Latest in Gear

Image credit: PA Wire/PA Images

Facebook donates £4.5 million to help train UK newspaper reporters

It's another step towards making amends with publishers.
93 Shares
Share
Tweet
Share
Save

Sponsored Links

PA Wire/PA Images

Facebook is extending another olive branch to the news industry in the form of a £4.5 million ($5.8 million) donation to subsidize 80 trainee journalists at local newspapers in the UK. It's the first time Facebook has offered such a pledge, which it's making as part of its new Community News Project.

It's donating the funds to the National Council for the Training of Journalists -- the charity will divvy up the donation among publishers. The pledge will help fund formal training for journalists and their employment at local papers as part of a two-year pilot. Facebook, which is also partnering with Newsquest, JPIMedia, Reach, Archant and the Midland News Association on the project, says "the goal is to encourage more reporting from towns which have lost their local newspaper and beat reporters."

It's not clear where the trainees will be based, though the project will place an emphasis on recruiting from a range of socioeconomic backgrounds. The application process will open early next year, and trainees are likely to focus on community journalism rather than specialist beats during the pilot period.

The journalists will have access to the NCTJ's training program to help them work towards the NCTJ Diploma in Journalism. Those who already have that qualification will receive training towards a new National Qualification in Journalism for community journalists. Facebook will also provide training to bolster the trainees' digital newsgathering skills.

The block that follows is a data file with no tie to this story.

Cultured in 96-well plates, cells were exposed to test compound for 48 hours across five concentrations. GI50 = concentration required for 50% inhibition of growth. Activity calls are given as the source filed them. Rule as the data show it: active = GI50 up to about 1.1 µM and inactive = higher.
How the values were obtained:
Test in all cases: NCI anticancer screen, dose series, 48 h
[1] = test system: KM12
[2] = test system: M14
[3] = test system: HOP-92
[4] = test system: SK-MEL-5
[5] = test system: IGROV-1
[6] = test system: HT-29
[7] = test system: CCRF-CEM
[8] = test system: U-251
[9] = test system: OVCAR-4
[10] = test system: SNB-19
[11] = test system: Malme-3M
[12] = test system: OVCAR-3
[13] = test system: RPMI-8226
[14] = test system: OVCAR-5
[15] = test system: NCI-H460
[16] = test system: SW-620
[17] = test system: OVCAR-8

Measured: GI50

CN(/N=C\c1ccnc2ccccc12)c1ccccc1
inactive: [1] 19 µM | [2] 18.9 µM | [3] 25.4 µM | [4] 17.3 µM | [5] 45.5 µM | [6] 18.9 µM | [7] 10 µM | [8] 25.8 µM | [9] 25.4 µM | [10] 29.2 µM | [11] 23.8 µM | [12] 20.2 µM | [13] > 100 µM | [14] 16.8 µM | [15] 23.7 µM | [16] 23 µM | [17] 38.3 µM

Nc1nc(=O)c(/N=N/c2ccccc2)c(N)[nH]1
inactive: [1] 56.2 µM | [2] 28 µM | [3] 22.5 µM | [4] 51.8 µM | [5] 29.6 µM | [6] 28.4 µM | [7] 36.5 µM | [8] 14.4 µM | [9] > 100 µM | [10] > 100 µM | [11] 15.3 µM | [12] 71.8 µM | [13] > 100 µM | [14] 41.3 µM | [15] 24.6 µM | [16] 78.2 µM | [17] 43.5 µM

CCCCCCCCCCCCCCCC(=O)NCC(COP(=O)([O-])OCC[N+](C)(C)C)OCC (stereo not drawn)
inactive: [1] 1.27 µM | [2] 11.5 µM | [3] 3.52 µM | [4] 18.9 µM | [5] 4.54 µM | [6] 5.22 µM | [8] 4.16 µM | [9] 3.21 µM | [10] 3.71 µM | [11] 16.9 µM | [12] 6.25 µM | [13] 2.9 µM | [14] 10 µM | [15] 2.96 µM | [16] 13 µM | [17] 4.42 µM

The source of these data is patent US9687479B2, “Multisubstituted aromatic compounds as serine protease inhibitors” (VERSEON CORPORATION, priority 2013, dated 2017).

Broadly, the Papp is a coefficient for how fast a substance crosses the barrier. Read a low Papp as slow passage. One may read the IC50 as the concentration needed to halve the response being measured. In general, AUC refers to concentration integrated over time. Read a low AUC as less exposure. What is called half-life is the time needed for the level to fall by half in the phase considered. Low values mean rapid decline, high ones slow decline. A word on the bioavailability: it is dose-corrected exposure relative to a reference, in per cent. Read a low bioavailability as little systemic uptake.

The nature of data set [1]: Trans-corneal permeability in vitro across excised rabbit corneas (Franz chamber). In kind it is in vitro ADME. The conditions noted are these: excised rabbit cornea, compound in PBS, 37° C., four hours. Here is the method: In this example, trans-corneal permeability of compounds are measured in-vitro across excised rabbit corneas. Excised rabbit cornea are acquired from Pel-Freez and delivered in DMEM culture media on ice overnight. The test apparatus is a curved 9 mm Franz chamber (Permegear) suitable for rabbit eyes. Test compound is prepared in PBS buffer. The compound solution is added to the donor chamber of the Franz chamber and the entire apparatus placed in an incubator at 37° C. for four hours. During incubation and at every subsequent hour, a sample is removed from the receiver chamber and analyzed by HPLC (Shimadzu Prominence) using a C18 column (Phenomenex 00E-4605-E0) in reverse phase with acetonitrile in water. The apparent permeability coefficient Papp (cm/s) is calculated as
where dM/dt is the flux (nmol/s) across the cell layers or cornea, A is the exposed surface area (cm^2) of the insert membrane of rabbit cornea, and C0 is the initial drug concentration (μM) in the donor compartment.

Local newspapers were hit hard by the move to online news, as many advertisers switched from print to online, including on Facebook, which made it difficult for papers to afford enough reporters to fully cover their communities. However, Facebook and Google in particular can drive large volumes of traffic to newspaper websites, so the relationship between publishers and tech giants is complex.

Facebook has rolled out other initiatives to help publishers, including a way to let readers sign up for newspaper subscriptions through its app. Google, meanwhile, has its own $300 million News Initiative project, which offers free G Suite subscriptions to local and smaller publishers as part of an effort to combat fake news.

All products recommended by Engadget are selected by our editorial team, independent of our parent company. Some of our stories include affiliate links. If you buy something through one of these links, we may earn an affiliate commission.
Comment
Comments
Share
93 Shares
Share
Tweet
Share
Save

Popular on Engadget

Engadget's Guide to Privacy

Engadget's Guide to Privacy

View
First 'Borderlands 3' event is the Halloween-themed Bloody Harvest

First 'Borderlands 3' event is the Halloween-themed Bloody Harvest

View
Tech industry sets official standard for 8K TVs

Tech industry sets official standard for 8K TVs

View
'Bandersnatch,' 'Fleabag,' and 'Ozark' lead streaming Emmy winners

'Bandersnatch,' 'Fleabag,' and 'Ozark' lead streaming Emmy winners

View
IKEA will produce more energy than it consumes by 2020

IKEA will produce more energy than it consumes by 2020

View

From around the web

Page 1Page 1ear iconeye iconFill 23text filevr